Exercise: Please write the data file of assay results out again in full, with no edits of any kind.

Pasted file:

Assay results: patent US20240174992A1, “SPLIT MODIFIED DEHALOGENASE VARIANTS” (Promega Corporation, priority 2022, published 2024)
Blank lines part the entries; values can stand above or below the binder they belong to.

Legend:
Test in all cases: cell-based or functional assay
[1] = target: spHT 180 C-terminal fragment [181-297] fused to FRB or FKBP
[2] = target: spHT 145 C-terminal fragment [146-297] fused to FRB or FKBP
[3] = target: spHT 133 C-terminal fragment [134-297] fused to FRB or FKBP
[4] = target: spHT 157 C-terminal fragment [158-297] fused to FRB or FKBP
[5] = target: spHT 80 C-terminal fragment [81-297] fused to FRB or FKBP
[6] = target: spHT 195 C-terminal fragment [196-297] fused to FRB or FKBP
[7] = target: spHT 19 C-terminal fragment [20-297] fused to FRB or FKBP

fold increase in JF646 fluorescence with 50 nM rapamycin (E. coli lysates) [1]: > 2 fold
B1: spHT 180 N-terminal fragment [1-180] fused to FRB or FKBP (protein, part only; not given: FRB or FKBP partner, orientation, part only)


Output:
Assay results: patent US20240174992A1, “SPLIT MODIFIED DEHALOGENASE VARIANTS” (Promega Corporation, priority 2022, published 2024)
Blank lines part the entries; values can stand above or below the binder they belong to.

Legend:
Test in all cases: cell-based or functional assay
[1] = target: spHT 180 C-terminal fragment [181-297] fused to FRB or FKBP
[2] = target: spHT 145 C-terminal fragment [146-297] fused to FRB or FKBP
[3] = target: spHT 133 C-terminal fragment [134-297] fused to FRB or FKBP
[4] = target: spHT 157 C-terminal fragment [158-297] fused to FRB or FKBP
[5] = target: spHT 80 C-terminal fragment [81-297] fused to FRB or FKBP
[6] = target: spHT 195 C-terminal fragment [196-297] fused to FRB or FKBP
[7] = target: spHT 19 C-terminal fragment [20-297] fused to FRB or FKBP

fold increase in JF646 fluorescence with 50 nM rapamycin (E. coli lysates) [1]: > 2 fold
B1: spHT 180 N-terminal fragment [1-180] fused to FRB or FKBP (protein, part only; not given: FRB or FKBP partner, orientation, part only)